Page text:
I tend to be long-winded, so here's the topics of interest in this post: Coleco, dedicated (pong-style) systems, Ralph Baer, Simon, Microvision.
At my first stop, I found a Coleco Telstar Colormatic. At first I thought it someone had broken off the paddle knobs. But then I realized the external two paddles sitting next to it were meant to plug into it. They weren't taped to it or anything, so I felt lucky they were still sitting beside it. The really unusual thing about this system is it's from Coleco *Canada*. (I live in Alabama, USA.) It also has legs that it sits on so the console is angled for reaching it easier.
I haven't seen a Telstar exactly like this one before. They wanted $5 for it, which seemd like a bit much, but since I hadn't seen one before, I picked it up. Does anyone know if it has a U.S. equivalent? Or was it released here in the U.S. too? As I said, it has two remote paddles. It also has a rest button, and on/off, tennis/hocky/handball/squash, & beginner/intermediate/pro slide switches.
The next find was at my second stop (of two): a complete, looks-like-new Simon. I've kind of been wanting a vintage Simon since I learned Ralph Baer (inventor of the original Odyssey) created it. I saw the box and thought it looked in good shape at a glance. A closer look showed the box was in great shape with only light wear on some corners and edges. Opening it revealed a pristine Simon, complete with instructions, blank warranty sheet, and even the styrofoam bit on top to keep the box from getting squished. The D battery compartment was empty, but the 9V compartment still had a battery in it. Luckily, it hadn't leaked (see note). Do modern Simons still require this many batteries of these sizes?
I put it back in the box and inspect it to see how "original" it is. It has the Milton Bradley Electronics logo on it, like a Microvision. There's a 1978 copyright on it, but that just means they hadn't changed the box markings since then. Then I look at the bottom. There's ads for the Super Simon (Never seen one of those before.) and Mircovision on it! That cinches it. This is worth $3. Once I got back to work and looked at it more closely, I found 1984 copyright dates on the instructions and inside top of the box. I guess they printed up a *bunch* of stickers to cover the boxes back around '78 and were still using them in '84. Oh, well, I won't quibble with one in this great a shape. (Hope it actually works.)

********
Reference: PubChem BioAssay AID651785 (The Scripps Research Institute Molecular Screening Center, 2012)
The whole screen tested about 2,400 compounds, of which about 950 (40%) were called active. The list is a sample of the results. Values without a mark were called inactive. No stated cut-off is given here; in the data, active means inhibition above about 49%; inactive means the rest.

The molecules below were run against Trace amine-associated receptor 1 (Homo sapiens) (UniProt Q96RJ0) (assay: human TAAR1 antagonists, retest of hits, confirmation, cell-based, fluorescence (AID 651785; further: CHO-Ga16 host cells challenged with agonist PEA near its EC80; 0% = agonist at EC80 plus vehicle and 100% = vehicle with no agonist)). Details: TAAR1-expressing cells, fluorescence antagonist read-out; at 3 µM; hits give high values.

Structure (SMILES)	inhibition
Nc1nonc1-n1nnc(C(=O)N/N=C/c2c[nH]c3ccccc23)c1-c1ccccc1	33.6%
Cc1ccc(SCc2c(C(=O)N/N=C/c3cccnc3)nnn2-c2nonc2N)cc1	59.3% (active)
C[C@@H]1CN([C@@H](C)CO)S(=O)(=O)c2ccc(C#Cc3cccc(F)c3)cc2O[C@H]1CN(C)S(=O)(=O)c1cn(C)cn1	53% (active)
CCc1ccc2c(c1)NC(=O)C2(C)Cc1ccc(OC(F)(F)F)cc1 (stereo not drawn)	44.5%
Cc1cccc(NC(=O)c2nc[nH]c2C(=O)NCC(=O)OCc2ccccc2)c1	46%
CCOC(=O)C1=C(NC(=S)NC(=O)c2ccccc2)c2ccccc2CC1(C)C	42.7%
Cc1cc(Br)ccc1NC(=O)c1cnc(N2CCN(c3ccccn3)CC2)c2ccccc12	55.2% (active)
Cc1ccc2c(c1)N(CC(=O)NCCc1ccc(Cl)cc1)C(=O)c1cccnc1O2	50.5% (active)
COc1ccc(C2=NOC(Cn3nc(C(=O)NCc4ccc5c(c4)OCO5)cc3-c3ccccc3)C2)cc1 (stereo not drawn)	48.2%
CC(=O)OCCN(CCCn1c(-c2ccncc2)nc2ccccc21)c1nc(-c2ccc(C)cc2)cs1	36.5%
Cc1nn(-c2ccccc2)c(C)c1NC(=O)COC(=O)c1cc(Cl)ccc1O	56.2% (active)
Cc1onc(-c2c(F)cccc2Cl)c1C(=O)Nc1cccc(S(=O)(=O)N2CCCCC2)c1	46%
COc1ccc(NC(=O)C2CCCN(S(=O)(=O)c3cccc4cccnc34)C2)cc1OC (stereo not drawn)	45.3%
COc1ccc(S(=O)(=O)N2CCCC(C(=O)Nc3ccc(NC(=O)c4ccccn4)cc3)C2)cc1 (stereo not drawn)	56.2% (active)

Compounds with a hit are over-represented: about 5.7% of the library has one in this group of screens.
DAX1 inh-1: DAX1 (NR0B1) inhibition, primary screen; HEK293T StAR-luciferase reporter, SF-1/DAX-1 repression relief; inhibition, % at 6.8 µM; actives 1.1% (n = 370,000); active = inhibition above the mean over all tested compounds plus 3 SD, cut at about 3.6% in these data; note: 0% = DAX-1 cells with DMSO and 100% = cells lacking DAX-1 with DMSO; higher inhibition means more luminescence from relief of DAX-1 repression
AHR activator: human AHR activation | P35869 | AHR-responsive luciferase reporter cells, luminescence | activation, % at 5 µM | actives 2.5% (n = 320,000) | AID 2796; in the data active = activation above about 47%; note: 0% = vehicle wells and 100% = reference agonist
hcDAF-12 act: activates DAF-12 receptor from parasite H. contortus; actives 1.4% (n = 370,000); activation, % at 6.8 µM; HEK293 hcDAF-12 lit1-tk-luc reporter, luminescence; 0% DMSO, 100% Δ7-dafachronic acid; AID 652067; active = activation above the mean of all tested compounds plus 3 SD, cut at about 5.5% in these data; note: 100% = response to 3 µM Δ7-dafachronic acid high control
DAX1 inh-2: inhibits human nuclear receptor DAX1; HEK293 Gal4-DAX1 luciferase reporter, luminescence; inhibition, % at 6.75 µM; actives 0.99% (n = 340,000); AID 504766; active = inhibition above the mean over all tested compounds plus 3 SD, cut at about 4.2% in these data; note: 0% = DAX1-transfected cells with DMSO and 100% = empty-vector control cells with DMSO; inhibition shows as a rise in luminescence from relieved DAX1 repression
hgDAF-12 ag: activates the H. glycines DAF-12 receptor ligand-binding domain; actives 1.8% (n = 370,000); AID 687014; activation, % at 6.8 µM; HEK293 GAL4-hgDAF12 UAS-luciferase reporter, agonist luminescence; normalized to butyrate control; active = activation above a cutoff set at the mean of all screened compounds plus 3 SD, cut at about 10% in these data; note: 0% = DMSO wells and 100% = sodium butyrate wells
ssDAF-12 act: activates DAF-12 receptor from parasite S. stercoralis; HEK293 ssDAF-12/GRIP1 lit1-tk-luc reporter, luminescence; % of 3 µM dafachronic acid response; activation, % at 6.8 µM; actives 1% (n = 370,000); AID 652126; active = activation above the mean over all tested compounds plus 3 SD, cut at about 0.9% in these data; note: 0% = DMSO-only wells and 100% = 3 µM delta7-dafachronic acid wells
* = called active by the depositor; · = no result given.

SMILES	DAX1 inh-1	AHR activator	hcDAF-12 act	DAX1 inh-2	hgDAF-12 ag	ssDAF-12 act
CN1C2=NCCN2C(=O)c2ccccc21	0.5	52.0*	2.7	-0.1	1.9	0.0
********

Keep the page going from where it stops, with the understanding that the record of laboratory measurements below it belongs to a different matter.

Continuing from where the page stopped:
Note: As I was throwing the 9V battery (a Ray-O-Vac Heavy Duty) away, I noticed a note on the side.
Consumer's Guarantee: If any device using this battery is damaged by leakage, send the battery and the device prepaid to Ray-O-Vac corporation, Madison, WI 53703. We will either repair or replace the device and batteries at no additional cost. Guarantee void if either user or device recharges battery.Now *that's* a guarantee! I wish modern batteries had that kind of guarantee on them. I'll have to look more closely at the electronics I find with corroded batteries in them from now on. I wonder how they'd repair or replace a vintage handheld or pong?